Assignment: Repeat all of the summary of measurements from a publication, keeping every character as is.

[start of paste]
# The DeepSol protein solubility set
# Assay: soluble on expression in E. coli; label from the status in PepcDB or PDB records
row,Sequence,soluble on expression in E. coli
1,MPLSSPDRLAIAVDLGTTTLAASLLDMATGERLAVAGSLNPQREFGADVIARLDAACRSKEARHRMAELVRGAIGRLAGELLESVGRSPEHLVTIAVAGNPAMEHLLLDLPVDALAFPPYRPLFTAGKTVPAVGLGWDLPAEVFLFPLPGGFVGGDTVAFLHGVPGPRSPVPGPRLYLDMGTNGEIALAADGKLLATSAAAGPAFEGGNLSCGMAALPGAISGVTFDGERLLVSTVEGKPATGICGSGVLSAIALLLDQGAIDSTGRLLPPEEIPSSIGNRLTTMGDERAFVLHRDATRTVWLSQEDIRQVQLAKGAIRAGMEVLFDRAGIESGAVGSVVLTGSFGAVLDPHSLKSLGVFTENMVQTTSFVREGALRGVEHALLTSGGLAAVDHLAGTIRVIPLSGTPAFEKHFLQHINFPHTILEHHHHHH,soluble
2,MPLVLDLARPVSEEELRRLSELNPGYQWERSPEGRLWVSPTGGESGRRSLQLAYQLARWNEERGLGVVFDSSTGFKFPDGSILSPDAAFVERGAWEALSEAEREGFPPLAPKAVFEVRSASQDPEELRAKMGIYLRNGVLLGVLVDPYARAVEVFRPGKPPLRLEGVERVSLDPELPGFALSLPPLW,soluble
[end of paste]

# The DeepSol protein solubility set
# Assay: soluble on expression in E. coli; label from the status in PepcDB or PDB records
row,Sequence,soluble on expression in E. coli
1,MPLSSPDRLAIAVDLGTTTLAASLLDMATGERLAVAGSLNPQREFGADVIARLDAACRSKEARHRMAELVRGAIGRLAGELLESVGRSPEHLVTIAVAGNPAMEHLLLDLPVDALAFPPYRPLFTAGKTVPAVGLGWDLPAEVFLFPLPGGFVGGDTVAFLHGVPGPRSPVPGPRLYLDMGTNGEIALAADGKLLATSAAAGPAFEGGNLSCGMAALPGAISGVTFDGERLLVSTVEGKPATGICGSGVLSAIALLLDQGAIDSTGRLLPPEEIPSSIGNRLTTMGDERAFVLHRDATRTVWLSQEDIRQVQLAKGAIRAGMEVLFDRAGIESGAVGSVVLTGSFGAVLDPHSLKSLGVFTENMVQTTSFVREGALRGVEHALLTSGGLAAVDHLAGTIRVIPLSGTPAFEKHFLQHINFPHTILEHHHHHH,soluble
2,MPLVLDLARPVSEEELRRLSELNPGYQWERSPEGRLWVSPTGGESGRRSLQLAYQLARWNEERGLGVVFDSSTGFKFPDGSILSPDAAFVERGAWEALSEAEREGFPPLAPKAVFEVRSASQDPEELRAKMGIYLRNGVLLGVLVDPYARAVEVFRPGKPPLRLEGVERVSLDPELPGFALSLPPLW,soluble